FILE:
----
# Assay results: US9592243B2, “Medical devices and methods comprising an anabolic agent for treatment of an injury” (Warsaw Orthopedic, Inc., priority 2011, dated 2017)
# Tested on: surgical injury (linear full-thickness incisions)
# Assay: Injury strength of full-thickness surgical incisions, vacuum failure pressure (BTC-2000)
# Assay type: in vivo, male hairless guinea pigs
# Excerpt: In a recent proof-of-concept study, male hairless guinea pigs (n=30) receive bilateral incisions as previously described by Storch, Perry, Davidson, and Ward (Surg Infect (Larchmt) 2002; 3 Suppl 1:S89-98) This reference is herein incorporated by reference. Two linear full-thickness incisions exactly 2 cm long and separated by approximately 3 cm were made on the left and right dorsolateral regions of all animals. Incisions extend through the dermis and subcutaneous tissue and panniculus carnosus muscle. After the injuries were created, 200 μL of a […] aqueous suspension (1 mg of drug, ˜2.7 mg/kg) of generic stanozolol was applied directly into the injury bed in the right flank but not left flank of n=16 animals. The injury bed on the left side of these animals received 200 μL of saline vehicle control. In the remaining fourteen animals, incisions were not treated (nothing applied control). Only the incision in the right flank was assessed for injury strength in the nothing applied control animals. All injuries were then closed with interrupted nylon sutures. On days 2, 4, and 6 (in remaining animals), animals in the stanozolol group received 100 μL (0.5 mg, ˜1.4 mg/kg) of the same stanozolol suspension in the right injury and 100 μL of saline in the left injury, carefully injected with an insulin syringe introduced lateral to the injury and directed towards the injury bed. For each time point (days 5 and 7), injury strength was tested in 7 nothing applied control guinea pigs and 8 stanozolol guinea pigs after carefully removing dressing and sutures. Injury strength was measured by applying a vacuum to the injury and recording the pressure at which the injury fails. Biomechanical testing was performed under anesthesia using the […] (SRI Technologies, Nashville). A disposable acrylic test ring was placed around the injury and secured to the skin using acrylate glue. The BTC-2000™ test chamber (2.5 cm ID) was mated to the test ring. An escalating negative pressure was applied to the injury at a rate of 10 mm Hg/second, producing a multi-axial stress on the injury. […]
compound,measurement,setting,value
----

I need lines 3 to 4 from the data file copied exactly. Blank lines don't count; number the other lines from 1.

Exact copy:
# Assay: Injury strength of full-thickness surgical incisions, vacuum failure pressure (BTC-2000)
# Assay type: in vivo, male hairless guinea pigs